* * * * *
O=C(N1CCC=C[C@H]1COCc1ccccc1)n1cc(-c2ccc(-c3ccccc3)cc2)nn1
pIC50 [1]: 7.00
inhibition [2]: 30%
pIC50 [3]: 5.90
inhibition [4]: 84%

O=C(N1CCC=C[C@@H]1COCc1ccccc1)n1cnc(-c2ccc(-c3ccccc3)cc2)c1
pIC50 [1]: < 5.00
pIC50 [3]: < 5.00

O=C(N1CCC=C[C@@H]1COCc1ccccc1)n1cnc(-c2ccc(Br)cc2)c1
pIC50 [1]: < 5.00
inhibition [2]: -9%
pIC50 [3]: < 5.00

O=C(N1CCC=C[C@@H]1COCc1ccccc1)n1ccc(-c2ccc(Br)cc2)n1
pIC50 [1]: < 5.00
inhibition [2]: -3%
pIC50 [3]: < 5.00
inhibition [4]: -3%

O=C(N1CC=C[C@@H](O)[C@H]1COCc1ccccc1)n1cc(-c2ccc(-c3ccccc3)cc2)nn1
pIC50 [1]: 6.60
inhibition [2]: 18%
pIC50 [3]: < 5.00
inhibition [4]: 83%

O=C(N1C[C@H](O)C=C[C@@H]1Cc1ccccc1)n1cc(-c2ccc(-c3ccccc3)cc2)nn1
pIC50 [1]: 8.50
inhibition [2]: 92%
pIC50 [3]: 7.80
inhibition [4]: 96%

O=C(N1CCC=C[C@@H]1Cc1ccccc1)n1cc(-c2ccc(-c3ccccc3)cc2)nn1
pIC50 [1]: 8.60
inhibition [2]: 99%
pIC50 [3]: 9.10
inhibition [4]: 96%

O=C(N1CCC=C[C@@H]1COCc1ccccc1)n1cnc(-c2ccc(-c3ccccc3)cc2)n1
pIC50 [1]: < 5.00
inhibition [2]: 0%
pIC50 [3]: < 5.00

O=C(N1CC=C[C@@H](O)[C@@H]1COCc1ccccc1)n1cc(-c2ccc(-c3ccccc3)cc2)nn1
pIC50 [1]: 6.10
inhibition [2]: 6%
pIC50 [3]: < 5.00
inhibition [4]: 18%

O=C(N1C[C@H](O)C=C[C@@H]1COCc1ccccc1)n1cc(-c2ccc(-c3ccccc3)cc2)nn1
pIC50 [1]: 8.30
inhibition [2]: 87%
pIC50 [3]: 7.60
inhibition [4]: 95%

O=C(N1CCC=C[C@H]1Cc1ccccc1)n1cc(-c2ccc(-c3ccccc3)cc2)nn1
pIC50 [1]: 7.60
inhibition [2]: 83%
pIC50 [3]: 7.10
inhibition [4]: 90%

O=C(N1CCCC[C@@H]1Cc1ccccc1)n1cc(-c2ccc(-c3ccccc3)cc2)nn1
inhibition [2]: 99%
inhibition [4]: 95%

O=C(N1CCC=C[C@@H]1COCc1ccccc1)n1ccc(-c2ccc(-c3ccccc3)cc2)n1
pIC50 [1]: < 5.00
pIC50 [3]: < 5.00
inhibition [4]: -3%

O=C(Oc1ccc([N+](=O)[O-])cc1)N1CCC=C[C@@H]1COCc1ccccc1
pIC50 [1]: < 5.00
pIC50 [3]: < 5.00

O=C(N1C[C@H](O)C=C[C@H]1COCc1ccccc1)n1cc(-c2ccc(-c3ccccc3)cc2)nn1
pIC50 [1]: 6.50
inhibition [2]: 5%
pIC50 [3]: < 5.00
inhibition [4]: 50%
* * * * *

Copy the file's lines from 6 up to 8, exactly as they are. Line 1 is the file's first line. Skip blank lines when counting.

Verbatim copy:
O=C(N1CCC=C[C@@H]1COCc1ccccc1)n1cnc(-c2ccc(-c3ccccc3)cc2)c1
pIC50 [1]: < 5.00
pIC50 [3]: < 5.00